Emergencies seldom give warning, but we can be ready for them. Most people have first aid kits on hand for themselves and family members. But what about your animals? Pet care experts at North Shore Animal League America, the world’s largest no-kill animal rescue and shelter organization, recommend having a pet first aid kit that’s right where you need it if an animal emergency occurs.
You can buy kits that are pre-assembled or assemble your own. Keep them in different locations so that you are prepared at all times, in all places. It’s wise to keep one kit at home, one in the car, and wherever else your pet spends time — the office, a relative’s or friend’s home, a vacation retreat, etc. If customizing your own, use a container that is sturdy, waterproof and easy to spot when you need to locate it in a hurry.
Here is what every basic pet first aid kit should contain:
- Phone numbers and addresses: Veterinarian, Emergency Vet, Poison Control
- Basic pet first-aid book
- Photocopies of your pet’s paperwork: important medical records, vaccinations, etc.
- Medical gloves: to protect hands and prevent contamination
- Scissors: to cut gauze or the animal’s hair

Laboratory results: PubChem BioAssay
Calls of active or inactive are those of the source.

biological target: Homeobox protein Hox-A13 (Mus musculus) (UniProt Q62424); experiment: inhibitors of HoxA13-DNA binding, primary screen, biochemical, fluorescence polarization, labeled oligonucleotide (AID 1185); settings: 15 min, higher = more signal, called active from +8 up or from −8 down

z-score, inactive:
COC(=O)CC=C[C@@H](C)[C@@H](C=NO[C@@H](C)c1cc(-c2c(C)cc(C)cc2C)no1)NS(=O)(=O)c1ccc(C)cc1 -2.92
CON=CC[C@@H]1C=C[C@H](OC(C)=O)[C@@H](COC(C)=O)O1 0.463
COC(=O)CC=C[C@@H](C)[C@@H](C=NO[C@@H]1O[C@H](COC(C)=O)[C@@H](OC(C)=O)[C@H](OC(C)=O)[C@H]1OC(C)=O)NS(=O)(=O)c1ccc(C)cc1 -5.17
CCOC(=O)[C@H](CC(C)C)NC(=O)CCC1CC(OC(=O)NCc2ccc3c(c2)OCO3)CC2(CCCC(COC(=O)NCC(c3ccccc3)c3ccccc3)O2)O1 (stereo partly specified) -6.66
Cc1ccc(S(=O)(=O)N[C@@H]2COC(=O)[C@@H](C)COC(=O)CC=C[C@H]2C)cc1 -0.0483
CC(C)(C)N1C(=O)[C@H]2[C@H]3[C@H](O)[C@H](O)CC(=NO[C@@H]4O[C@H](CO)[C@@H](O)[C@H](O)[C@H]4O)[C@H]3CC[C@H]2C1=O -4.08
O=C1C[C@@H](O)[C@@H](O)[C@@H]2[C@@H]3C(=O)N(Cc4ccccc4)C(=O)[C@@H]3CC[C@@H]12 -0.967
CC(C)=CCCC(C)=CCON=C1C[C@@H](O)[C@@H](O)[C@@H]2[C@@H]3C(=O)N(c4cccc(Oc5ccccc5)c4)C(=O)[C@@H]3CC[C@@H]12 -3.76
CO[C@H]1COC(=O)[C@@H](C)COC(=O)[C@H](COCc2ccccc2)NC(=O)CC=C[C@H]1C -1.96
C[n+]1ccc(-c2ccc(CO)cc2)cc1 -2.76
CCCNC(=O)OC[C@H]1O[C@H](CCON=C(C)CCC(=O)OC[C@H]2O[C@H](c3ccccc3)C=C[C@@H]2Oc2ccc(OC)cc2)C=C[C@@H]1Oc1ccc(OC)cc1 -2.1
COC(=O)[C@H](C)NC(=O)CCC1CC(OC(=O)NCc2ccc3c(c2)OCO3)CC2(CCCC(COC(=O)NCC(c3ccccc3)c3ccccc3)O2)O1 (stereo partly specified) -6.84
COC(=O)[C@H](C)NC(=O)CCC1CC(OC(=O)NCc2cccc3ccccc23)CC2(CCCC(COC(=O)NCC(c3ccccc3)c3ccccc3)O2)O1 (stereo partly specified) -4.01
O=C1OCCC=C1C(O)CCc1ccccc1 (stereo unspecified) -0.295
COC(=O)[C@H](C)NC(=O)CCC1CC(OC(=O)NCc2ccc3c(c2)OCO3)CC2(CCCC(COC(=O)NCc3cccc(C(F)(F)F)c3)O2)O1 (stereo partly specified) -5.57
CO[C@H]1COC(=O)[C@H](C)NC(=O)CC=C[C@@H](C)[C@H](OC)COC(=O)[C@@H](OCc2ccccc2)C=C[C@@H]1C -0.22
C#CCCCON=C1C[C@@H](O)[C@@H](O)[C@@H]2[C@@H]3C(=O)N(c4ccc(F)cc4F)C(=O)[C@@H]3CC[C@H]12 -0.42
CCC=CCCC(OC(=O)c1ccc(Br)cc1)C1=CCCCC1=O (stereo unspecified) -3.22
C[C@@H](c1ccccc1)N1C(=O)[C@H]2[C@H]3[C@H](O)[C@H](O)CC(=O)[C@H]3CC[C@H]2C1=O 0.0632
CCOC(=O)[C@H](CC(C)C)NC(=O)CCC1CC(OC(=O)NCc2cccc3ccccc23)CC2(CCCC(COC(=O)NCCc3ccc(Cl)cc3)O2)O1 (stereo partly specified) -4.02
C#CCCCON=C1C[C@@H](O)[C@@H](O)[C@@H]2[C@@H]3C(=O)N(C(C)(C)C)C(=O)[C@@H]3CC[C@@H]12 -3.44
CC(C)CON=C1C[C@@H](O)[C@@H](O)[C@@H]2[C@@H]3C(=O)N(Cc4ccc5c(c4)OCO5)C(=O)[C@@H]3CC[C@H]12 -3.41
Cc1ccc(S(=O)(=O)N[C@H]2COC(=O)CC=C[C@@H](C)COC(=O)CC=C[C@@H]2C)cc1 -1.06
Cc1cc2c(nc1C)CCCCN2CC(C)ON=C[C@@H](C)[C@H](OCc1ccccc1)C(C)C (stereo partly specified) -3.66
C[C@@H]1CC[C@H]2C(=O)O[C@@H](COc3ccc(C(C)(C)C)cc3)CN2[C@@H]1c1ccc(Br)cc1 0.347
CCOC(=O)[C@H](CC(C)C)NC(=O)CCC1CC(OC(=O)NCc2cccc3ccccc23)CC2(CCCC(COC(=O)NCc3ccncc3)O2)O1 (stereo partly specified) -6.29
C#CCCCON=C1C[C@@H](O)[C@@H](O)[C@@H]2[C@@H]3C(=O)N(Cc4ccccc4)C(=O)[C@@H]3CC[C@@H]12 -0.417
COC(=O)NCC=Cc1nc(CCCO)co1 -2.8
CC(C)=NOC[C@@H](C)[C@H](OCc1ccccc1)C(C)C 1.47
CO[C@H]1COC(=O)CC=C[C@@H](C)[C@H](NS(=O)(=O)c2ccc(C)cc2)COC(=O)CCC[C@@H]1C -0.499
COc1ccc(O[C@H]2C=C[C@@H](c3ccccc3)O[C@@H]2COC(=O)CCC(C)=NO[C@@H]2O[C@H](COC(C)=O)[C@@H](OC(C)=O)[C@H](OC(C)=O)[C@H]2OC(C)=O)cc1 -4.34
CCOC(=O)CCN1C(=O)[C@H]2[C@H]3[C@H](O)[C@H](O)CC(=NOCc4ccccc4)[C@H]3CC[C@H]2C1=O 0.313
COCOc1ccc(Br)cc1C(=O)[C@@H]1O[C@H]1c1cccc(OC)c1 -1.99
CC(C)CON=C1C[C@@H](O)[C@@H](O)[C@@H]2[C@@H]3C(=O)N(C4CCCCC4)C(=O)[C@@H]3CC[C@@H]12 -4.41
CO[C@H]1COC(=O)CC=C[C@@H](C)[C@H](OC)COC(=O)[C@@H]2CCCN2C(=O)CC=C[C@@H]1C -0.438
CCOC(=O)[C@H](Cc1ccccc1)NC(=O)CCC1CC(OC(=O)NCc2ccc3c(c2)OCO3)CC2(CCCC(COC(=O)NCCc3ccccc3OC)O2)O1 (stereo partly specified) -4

- Bottled water
- A mild antibacterial soap: to clean skin and wounds
- Paper towels
- Gauze pads: for wounds
- Gauze rolls: for wounds and can also be used as a temporary muzzle
- Alcohol prep pads: to sterilize equipment – NOT for use on wounds
- Self-adhesive bandages: flexible bandage used to wrap and stabilize injuries (do not wrap too tightly)
- A large cloth towel: to wrap animal
- Hydrogen peroxide: to clean minor wounds
- Eyewash: such as contact lens solution or water in a squeeze bottle to gently but thoroughly flush out wounds and eyes
- Antibiotic ointment: for cuts and abrasions (never for eyes)
- Cotton applicator swabs
- Tweezers: for the removal of foreign objects from skin and paws; and for the proper removal of ticks
One important rule to observe: make sure to always read directions and warnings before applying any medications, either prescribed or over the counter, to your pet. If you have an emergency, you should always contact your veterinarian for further instruction.